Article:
The History of Big Alum Lake

Chapter 14

Information and pictures provided by John Puffer

Duck hunting boats are designed to maneuver in shallow water environments, Their slick, dish-shaped bottoms with no keels allow the boats to pass through timber laden swamps and narrow ditches and to glide through tangled grass or over ice.  The boat pictured above is a "Get There" Duck Boat, manufactured by W.H.Mullins of Salem, Ohio, and owned by John Puffer's family.

The boat was in the Puffer family for over fifty years.  John wrote, "It came to us as a forgotten piece of equipment tucked underneath a lake cottage we purchased in Sturbridge, Massachusetts way back in 1946."

The boat appears to be made of tin, and is fourteen feet long with a thirty-six inch beam.  It weighs seventy pounds and its original color was "Dead Grass."  Its date of manufacture is estimated to be around 1900.  One of the options available for the "Get There" boat was Allen's Bow Facing Oars.  A quote from a Mullins brochure:  "Invaluable in duck shooting as you see the bird the instant it leaves the water;  are perfectly silent as they are attached to the boat by ball and socket joint with attachments to take up lost motion.  No stiff necks, no lame backs, no running ashore or crashing into obstructions."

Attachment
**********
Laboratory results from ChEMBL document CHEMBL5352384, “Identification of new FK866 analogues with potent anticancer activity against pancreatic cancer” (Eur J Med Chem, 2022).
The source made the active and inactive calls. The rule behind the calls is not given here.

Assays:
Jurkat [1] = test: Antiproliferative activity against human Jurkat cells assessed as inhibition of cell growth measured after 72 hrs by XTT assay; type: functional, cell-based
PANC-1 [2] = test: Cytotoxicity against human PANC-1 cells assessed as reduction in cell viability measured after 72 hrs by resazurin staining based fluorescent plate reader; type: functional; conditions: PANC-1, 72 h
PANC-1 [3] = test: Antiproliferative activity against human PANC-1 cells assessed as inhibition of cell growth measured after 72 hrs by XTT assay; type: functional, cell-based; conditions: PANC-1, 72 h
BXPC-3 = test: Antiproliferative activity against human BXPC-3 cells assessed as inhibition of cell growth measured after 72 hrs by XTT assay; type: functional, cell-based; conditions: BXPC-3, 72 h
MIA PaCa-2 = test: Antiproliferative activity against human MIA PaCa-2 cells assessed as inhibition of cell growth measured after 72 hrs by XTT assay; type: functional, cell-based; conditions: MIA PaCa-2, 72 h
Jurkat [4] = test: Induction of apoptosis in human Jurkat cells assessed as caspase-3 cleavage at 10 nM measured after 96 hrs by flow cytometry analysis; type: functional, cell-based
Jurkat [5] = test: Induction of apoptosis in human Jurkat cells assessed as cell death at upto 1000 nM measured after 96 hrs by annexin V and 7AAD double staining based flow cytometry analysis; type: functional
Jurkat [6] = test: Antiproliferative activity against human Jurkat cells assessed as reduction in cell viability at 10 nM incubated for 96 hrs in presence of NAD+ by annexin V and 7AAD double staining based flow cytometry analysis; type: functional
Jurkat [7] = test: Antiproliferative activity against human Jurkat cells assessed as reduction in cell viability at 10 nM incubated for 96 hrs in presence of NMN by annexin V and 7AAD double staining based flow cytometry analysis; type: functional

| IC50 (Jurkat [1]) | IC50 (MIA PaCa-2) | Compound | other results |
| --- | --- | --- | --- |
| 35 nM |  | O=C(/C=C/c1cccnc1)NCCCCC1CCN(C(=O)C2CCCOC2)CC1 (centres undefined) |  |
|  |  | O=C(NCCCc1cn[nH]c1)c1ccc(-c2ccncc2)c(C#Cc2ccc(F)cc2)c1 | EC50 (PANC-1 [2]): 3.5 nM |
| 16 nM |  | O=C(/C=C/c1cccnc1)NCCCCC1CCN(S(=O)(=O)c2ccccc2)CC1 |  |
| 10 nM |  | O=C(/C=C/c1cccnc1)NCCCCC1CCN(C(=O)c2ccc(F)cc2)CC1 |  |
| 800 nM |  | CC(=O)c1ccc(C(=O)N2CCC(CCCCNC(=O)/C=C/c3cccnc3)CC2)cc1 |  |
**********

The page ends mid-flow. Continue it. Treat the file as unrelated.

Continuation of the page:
John noted, "The most interesting aspect about the boat is the oar system.  Each oar consists of a two-part wooden portion with a metal double-jointed elbowed section in the middle.  As you pull the oar handles, the oar paddle actually is pulled back as well, causing a forward motion of the boat.  Thus the rower travels in the same direction as he/she is facing, which is the opposite of a normal oar driven vessel."

The "Get There" Duck Boat is light-weight and durable. At either end is a large air chamber, which contributes to the buoyancy and stability of the boat.  The layout provides maximum storage capacity for dogs, decoys, and hunting equipment.  The chambers also are sufficient in size to float four men on the upturned boat should it happen to capsize.

In 2002, John traveled to Salem, Ohio with his duck boat and made an agreement with the Mullins Boat Club president that the Club would maintain it and display it at meets and other gatherings in order to share it with other interested folks.  In 2007, John transferred ownership to a gentleman from California who planned to restore the duck boat and use it in a period display as part of his RV history project.

Introduction, Chapters:  1, 2, 3, 4, 5, 6, 7, 8, 9, 10, 11, 12, 13, 14, 15, 16, 17